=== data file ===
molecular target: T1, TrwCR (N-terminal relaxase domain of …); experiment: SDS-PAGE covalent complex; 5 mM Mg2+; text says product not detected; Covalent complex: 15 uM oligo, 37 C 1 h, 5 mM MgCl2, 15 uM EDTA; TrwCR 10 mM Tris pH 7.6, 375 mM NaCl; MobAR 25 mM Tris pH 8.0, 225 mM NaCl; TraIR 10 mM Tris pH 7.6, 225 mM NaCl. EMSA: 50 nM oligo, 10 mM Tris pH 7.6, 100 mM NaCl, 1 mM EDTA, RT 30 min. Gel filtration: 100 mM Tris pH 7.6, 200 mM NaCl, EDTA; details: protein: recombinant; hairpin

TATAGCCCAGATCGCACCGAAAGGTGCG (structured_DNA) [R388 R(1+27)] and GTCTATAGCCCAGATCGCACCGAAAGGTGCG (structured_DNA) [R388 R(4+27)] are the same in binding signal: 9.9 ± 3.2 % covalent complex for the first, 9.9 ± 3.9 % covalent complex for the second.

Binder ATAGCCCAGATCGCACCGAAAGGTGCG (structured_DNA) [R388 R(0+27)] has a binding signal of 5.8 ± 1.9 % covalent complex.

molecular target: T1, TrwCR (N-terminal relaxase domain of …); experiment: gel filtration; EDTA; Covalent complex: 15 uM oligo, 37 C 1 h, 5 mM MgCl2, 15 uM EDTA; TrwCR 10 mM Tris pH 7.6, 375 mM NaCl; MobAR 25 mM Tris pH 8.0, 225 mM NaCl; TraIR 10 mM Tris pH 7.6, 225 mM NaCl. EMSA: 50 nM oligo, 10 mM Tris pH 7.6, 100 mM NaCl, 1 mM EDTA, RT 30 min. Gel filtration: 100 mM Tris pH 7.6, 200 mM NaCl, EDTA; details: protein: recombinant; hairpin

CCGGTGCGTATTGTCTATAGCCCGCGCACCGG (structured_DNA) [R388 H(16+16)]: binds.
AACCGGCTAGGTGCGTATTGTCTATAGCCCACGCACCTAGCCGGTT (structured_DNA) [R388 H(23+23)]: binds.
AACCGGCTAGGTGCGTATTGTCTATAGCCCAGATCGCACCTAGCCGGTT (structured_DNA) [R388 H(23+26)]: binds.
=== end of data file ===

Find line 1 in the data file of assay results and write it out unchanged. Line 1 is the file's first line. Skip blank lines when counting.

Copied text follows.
molecular target: T1, TrwCR (N-terminal relaxase domain of …); experiment: SDS-PAGE covalent complex; 5 mM Mg2+; text says product not detected; Covalent complex: 15 uM oligo, 37 C 1 h, 5 mM MgCl2, 15 uM EDTA; TrwCR 10 mM Tris pH 7.6, 375 mM NaCl; MobAR 25 mM Tris pH 8.0, 225 mM NaCl; TraIR 10 mM Tris pH 7.6, 225 mM NaCl. EMSA: 50 nM oligo, 10 mM Tris pH 7.6, 100 mM NaCl, 1 mM EDTA, RT 30 min. Gel filtration: 100 mM Tris pH 7.6, 200 mM NaCl, EDTA; details: protein: recombinant; hairpin